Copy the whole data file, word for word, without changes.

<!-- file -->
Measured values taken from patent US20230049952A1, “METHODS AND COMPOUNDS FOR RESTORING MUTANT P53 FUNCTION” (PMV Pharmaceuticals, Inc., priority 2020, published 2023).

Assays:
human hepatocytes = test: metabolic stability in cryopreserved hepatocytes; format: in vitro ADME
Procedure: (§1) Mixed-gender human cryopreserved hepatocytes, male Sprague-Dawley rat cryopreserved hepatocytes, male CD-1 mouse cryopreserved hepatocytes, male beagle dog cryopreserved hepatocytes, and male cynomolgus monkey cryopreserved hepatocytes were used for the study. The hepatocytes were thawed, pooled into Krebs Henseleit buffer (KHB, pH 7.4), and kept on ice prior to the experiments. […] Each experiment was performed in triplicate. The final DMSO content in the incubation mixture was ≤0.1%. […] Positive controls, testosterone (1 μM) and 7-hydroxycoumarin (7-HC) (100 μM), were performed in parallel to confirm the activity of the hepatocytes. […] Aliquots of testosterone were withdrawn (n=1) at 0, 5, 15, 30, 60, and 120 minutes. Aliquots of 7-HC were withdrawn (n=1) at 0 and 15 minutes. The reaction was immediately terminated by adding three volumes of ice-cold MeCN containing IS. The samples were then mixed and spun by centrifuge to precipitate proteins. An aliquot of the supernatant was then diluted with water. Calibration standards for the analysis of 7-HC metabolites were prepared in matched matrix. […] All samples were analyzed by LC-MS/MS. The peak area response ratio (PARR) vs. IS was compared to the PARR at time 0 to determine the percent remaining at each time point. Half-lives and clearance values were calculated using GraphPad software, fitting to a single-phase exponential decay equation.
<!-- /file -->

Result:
Measured values taken from patent US20230049952A1, “METHODS AND COMPOUNDS FOR RESTORING MUTANT P53 FUNCTION” (PMV Pharmaceuticals, Inc., priority 2020, published 2023).

Assays:
human hepatocytes = test: metabolic stability in cryopreserved hepatocytes; format: in vitro ADME
Procedure: (§1) Mixed-gender human cryopreserved hepatocytes, male Sprague-Dawley rat cryopreserved hepatocytes, male CD-1 mouse cryopreserved hepatocytes, male beagle dog cryopreserved hepatocytes, and male cynomolgus monkey cryopreserved hepatocytes were used for the study. The hepatocytes were thawed, pooled into Krebs Henseleit buffer (KHB, pH 7.4), and kept on ice prior to the experiments. […] Each experiment was performed in triplicate. The final DMSO content in the incubation mixture was ≤0.1%. […] Positive controls, testosterone (1 μM) and 7-hydroxycoumarin (7-HC) (100 μM), were performed in parallel to confirm the activity of the hepatocytes. […] Aliquots of testosterone were withdrawn (n=1) at 0, 5, 15, 30, 60, and 120 minutes. Aliquots of 7-HC were withdrawn (n=1) at 0 and 15 minutes. The reaction was immediately terminated by adding three volumes of ice-cold MeCN containing IS. The samples were then mixed and spun by centrifuge to precipitate proteins. An aliquot of the supernatant was then diluted with water. Calibration standards for the analysis of 7-HC metabolites were prepared in matched matrix. […] All samples were analyzed by LC-MS/MS. The peak area response ratio (PARR) vs. IS was compared to the PARR at time 0 to determine the percent remaining at each time point. Half-lives and clearance values were calculated using GraphPad software, fitting to a single-phase exponential decay equation.